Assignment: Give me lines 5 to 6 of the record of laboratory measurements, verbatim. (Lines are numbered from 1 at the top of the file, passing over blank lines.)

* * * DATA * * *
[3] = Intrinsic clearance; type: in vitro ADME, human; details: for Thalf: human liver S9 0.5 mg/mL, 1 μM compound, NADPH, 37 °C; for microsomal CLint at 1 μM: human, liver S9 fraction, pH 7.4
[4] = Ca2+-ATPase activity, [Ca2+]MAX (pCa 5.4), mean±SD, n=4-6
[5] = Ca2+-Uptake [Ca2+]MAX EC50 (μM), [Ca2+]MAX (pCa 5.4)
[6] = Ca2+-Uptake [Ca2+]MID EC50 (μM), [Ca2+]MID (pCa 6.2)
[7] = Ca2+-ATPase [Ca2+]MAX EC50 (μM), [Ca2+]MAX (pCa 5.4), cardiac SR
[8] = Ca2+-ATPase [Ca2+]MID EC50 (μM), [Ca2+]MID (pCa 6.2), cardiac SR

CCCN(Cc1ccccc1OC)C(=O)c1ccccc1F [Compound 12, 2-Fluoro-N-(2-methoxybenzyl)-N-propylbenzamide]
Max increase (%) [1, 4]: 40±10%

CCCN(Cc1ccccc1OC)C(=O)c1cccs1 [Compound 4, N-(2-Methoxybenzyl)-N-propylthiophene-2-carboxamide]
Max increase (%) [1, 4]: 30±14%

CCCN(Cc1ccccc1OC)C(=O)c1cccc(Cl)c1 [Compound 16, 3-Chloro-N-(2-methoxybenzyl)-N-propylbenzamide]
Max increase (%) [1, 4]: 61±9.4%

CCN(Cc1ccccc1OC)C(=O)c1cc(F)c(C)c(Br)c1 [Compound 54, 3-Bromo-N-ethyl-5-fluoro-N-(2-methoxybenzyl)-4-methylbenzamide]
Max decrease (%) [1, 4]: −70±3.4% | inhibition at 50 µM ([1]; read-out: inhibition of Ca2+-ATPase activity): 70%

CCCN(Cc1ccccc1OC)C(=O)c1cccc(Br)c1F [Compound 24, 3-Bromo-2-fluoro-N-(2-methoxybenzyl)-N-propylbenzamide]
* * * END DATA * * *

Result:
[7] = Ca2+-ATPase [Ca2+]MAX EC50 (μM), [Ca2+]MAX (pCa 5.4), cardiac SR
[8] = Ca2+-ATPase [Ca2+]MID EC50 (μM), [Ca2+]MID (pCa 6.2), cardiac SR